Worth mulls amending smoking laws to accommodate cigar and hookah bars
“No smoking” may become a term of the past for Worth.
The village is debating amending its no-smoking ordinance to permit cigar and hookah bars to open up shop.
The board has been in deliberation for more than a month adjusting the smoking ordinance for more than a month, in hopes of coming to a decision at the next village board meeting Tuesday.
According to Illinois state law, the state allows smoking to take place indoors if 80 percent of a company’s revenue comes from tobacco or tobacco related products. Worth would have to appeal the local ordinance to adhere to the state’s smoking law. If the village decides to move forth with the process, businesses looking to open up cigar or hookah bars will then need to obtain a special-use permit. There would be a public hearing prior to obtaining the special-use permit where residents would be allowed to attend and voice opinions, as well.
“As a village, we have to put out special criteria that would be stated in the special-use permit,” Mayor Mary Werner said at the Oct. 7 board meeting. “Any businesses permitting smoking indoors would not endanger public health, safety or morals.”
Some board officials said issues of building structure, parking, hours of operation, noise and crowd control would also be addressed in the special-use permit that tobacco shops must follow in order to keep their place of business up and running.
One trustee disagreed with debating changing the smoking ordinance.
“If we change the ordinance, there may be a number of businesses looking to open up in Worth,’’ Trustee Mary Rhein said. “We don’t want these places of business opening up all over the community, and how to we say yes to one business and not to another?”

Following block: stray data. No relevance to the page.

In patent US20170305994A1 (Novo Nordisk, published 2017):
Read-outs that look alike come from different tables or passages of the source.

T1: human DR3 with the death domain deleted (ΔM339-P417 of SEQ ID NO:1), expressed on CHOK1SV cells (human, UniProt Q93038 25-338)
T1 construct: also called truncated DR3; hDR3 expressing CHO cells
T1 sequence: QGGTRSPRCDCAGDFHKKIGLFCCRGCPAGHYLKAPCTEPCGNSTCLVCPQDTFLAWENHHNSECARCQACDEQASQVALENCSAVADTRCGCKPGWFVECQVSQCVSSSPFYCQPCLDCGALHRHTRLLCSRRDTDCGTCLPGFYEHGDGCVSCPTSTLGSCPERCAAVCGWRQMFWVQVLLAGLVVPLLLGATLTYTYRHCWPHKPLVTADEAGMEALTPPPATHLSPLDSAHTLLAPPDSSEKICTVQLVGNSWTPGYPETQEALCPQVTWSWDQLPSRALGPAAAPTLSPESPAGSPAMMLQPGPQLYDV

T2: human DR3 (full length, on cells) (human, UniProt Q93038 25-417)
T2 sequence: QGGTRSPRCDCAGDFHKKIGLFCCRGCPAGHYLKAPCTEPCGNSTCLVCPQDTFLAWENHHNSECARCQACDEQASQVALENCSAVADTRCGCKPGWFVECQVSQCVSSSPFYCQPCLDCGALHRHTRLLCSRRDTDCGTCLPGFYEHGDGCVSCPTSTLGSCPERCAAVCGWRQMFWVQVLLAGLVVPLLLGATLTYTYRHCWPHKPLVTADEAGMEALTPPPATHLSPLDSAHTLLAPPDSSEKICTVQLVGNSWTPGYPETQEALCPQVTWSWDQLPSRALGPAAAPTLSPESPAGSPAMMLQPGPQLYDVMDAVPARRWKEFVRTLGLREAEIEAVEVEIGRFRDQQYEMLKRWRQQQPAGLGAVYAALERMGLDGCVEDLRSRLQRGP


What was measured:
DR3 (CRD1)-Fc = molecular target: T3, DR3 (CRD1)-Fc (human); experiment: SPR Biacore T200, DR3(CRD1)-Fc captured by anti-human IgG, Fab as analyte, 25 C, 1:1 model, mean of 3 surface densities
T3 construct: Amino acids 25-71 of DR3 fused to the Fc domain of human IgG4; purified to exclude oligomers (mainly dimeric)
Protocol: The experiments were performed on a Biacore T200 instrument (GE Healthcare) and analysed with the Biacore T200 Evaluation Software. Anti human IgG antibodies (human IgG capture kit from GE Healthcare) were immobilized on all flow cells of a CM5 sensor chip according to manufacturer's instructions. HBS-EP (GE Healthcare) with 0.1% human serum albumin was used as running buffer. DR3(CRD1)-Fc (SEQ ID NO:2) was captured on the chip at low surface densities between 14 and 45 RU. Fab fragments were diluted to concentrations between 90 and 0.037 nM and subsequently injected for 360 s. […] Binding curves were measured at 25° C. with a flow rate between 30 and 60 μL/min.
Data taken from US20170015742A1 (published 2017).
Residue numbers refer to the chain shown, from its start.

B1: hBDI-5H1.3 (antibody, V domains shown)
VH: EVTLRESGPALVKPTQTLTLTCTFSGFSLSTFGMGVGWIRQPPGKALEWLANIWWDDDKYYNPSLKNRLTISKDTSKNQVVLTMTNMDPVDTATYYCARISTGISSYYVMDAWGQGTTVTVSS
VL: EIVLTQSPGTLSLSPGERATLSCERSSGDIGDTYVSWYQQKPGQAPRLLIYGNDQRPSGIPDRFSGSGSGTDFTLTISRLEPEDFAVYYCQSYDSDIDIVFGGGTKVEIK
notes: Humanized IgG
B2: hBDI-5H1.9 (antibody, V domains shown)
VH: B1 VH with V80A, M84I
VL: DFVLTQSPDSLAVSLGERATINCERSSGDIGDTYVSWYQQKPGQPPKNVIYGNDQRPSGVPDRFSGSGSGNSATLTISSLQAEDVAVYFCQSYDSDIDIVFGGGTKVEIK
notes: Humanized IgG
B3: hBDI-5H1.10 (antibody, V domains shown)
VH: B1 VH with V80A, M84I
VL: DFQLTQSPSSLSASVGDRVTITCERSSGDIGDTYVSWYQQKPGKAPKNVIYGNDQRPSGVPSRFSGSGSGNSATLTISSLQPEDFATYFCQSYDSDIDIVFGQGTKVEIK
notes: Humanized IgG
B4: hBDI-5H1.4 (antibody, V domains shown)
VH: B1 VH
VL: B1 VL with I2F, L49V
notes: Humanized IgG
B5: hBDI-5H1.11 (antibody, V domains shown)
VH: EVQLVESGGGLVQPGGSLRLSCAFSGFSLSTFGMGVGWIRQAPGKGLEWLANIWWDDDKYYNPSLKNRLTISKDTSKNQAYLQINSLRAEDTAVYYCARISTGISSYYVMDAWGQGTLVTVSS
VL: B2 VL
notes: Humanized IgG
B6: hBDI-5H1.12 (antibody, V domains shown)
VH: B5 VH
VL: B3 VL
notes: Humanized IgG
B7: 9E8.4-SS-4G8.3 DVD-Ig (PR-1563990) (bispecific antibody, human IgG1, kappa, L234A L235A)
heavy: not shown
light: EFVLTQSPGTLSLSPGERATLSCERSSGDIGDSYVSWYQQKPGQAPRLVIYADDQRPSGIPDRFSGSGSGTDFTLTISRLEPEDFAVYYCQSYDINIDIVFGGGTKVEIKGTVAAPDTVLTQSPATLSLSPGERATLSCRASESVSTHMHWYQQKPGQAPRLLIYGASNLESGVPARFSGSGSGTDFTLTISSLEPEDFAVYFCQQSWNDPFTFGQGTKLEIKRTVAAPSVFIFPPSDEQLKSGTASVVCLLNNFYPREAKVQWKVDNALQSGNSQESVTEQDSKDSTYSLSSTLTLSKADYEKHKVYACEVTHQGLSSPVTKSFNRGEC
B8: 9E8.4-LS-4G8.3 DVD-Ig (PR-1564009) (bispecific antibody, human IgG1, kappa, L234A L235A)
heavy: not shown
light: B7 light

Werner informed the trustees and residents the number of special-use permits issued to such businesses will be closely monitored and limited.
“Just as we limit the number of liquor licenses here in town, we will also limit the number of special-use permits issued for indoor smoking,” she said, “If we approved every liquor store license, we would have so many liquor stores competing with each other and not bringing any positive revenue to the town. We would limit the number of special-use permits in the same manner. I think it would be very difficult for 10 cigar bars to survive in such a small community, just as it would be for 10 liquor stores.”
Besides having to obtain a special-use permit, Trustee Rich Dziedzic suggested the idea of having business owners go through an approval process, as well, from the economic development board, along with the public hearing process of the special-use permit to take place in an open forum for residents. The economic development board will be able to take into further consideration whether or not the business will be negatively impacting the health of the general public and of the surrounding neighborhoods.
“Right now, it’s no smoking and I feel we should keep it that way because it is overall a great thing for the public health,” Rhein said.
In other Worth news, the Worth Police Department swore in two police officers at the meeting, Justin Meister and Matthew Susnis, both from Worth. The board is still in discussion over who will fill the vacant police chief position since the retirement of Police Chief Martin Knolmayer on Oct. 3.